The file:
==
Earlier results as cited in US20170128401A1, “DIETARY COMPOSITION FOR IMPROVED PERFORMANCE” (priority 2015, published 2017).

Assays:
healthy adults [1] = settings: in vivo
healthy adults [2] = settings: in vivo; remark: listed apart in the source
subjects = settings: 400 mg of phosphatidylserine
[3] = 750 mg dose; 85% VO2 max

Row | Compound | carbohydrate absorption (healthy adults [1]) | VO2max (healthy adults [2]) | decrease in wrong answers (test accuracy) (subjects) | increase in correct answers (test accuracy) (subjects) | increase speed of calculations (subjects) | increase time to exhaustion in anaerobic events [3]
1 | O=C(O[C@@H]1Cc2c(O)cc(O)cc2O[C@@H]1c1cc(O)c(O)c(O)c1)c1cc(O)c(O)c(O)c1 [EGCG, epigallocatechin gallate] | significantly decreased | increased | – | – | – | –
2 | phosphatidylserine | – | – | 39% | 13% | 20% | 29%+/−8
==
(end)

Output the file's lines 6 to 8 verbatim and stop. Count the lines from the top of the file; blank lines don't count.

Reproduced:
[3] = 750 mg dose; 85% VO2 max

Row | Compound | carbohydrate absorption (healthy adults [1]) | VO2max (healthy adults [2]) | decrease in wrong answers (test accuracy) (subjects) | increase in correct answers (test accuracy) (subjects) | increase speed of calculations (subjects) | increase time to exhaustion in anaerobic events [3]
1 | O=C(O[C@@H]1Cc2c(O)cc(O)cc2O[C@@H]1c1cc(O)c(O)c(O)c1)c1cc(O)c(O)c(O)c1 [EGCG, epigallocatechin gallate] | significantly decreased | increased | – | – | – | –